Desert Isle Keeper
When I first learned that Sally Hepworth’s latest novel was going to be a thriller, I honestly wasn’t sure how I felt. If you’ve been following my reviews here at AAR for any length of time, I’m sure you’ve figured out that twisty thrillers are some of my very favorite things to read, but even so, I was hesitant to pick up a copy of The Mother-In-Law. There’s something so special about Sally Hepworth’s women’s fiction titles, and it took me quite some time to wrap my head around the fact she was writing something a little different. Fortunately for me, as soon as I started reading, I was instantly hooked, and upon finishing, I can assure you that Ms. Hepworth’s thriller is as fabulous as everything else she’s written to date.
Lucy and Oliver have been married for ten years. Lucy is a stay-at-home wife and mother to their three children, while Ollie is the co-owner of a struggling recruitment firm. Their finances are a little tight these days, but it’s nothing too catastrophic, and Lucy is content with the life she’s living. It’s nothing glamorous, but that’s just fine by her.
We first meet Lucy as she’s folding laundry – and two police officers show up at her door. From the moment she sees them, Lucy knows something is terribly wrong, but she can’t imagine what it might be. Then she learns that her mother-in-law has been found dead, the victim of an apparent suicide. Lucy and Diana were never close, but Lucy is badly shaken by the news just the same. Diana was always been a strong, forceful woman, and Lucy can’t imagine her taking her own life.
It seems the police also have questions about Diana’s suicide. The presence of a suicide note as well as an empty medicine bottle all corroborate the idea that Diana was the one to end her life, but something isn’t sitting right with the detectives in charge of the case and so, they continue to ask questions. When the autopsy results reveal signs of suffocation, the investigation is handed over to the homicide squad.
Diana was the kind of woman everyone seemed to adore. She devoted her life to helping refugees lead successful lives in Australia, and the charity she ran is known and loved throughout the country. So who would want her dead? Everyone close to Diana has been keeping secrets, and as the murder investigation heats up, Lucy becomes convinced that a member of her own family is responsible for Diana’s death.
The story moves back and forth in time between the present-day murder investigation and the early days of Lucy’s marriage, painting a picture of a complex family on the verge of implosion. At first, everyone seems happy and successful, but as the story progresses, the reader learns some disturbing truths about those closest to Diana.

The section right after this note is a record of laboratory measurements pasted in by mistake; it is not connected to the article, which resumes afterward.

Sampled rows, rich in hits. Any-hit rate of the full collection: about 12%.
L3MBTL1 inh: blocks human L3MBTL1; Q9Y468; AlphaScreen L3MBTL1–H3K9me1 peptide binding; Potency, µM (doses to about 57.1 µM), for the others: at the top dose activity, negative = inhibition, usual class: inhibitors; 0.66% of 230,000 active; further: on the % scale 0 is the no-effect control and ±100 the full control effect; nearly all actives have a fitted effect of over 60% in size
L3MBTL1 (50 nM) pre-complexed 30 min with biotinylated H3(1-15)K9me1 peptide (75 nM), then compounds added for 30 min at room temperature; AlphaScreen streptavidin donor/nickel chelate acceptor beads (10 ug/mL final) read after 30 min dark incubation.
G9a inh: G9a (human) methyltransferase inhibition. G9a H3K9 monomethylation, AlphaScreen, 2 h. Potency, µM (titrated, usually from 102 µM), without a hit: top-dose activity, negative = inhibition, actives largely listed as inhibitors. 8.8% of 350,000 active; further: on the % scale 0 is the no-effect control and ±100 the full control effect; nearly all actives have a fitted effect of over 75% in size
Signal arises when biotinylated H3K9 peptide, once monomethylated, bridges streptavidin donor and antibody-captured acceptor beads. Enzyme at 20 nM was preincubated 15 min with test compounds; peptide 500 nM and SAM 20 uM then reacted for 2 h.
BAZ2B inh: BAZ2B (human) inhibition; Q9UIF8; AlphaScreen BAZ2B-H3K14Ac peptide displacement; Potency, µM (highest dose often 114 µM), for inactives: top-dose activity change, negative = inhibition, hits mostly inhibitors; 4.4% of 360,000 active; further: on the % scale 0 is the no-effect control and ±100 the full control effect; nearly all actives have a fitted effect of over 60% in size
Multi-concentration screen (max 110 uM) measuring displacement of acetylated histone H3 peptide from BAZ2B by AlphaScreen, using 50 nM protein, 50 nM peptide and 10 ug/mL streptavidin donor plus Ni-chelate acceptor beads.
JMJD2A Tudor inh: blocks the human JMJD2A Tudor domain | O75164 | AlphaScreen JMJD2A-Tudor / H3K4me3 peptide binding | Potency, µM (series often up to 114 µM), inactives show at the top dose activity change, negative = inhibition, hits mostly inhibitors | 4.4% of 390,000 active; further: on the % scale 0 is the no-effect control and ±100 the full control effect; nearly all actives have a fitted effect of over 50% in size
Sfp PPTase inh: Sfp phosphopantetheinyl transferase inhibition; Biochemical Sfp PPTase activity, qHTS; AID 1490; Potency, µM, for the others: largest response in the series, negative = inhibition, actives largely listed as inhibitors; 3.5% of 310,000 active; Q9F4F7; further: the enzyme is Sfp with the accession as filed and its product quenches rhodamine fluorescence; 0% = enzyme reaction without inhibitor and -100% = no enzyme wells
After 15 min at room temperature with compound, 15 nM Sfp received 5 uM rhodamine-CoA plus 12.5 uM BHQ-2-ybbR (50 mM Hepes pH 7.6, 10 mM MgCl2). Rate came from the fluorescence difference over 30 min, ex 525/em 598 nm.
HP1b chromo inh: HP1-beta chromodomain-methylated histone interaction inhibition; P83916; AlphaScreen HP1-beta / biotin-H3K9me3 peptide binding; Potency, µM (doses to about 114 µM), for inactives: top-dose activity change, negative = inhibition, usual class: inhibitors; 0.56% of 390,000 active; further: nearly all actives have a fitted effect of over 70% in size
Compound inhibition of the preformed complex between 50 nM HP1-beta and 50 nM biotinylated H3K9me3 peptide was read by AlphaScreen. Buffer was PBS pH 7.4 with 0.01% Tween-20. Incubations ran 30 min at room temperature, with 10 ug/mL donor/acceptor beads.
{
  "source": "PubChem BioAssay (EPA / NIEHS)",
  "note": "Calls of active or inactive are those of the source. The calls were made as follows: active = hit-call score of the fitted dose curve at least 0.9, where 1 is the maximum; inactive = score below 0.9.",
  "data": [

Lucy is our main narrator, but we’re also able to get to know Diana quite well through a series of flashbacks from her point of view. I don’t always love stories that jump around in time since it can be hard to keep the sequence of events straight in my mind, but Ms. Hepworth managed to lay things out in a way that made total sense. By allowing me to see certain events through Diana’s eyes, she enabled me to care about her as a person in her own right rather than simply as the victim of a terrible crime, and I’m not sure this would have been possible had the story been told in a more linear fashion.
In much of today’s fiction, we’re introduced to families who have everything they could ever want, but still can’t claim to be happy. The Mother-In-Law tells a similar story, but Ms. Hepworth manages to tell this familiar tale in a way that feels completely fresh. Each family member is dealing with unique challenges, some of which we don’t fully understand until closer to the end of the novel, and it is these challenges and frailties that made this book come alive for me. The characters feel like people I might actually encounter on the street, and I loved that feeling of authenticity.
The Mother-In-Law is more than just another novel of domestic suspense. It’s the portrait of a family in crisis, a group of people who don’t always have the necessary tools to deal with their problems in a healthy way. It proves that Sally Hepworth is an author capable of writing in multiple genres while still holding on to the compassion and wisdom I have come to expect from her. It’s a book I won’t soon forget, and one I’m happy to recommend to both established fans of the author as well as to those who are discovering her work for the first time.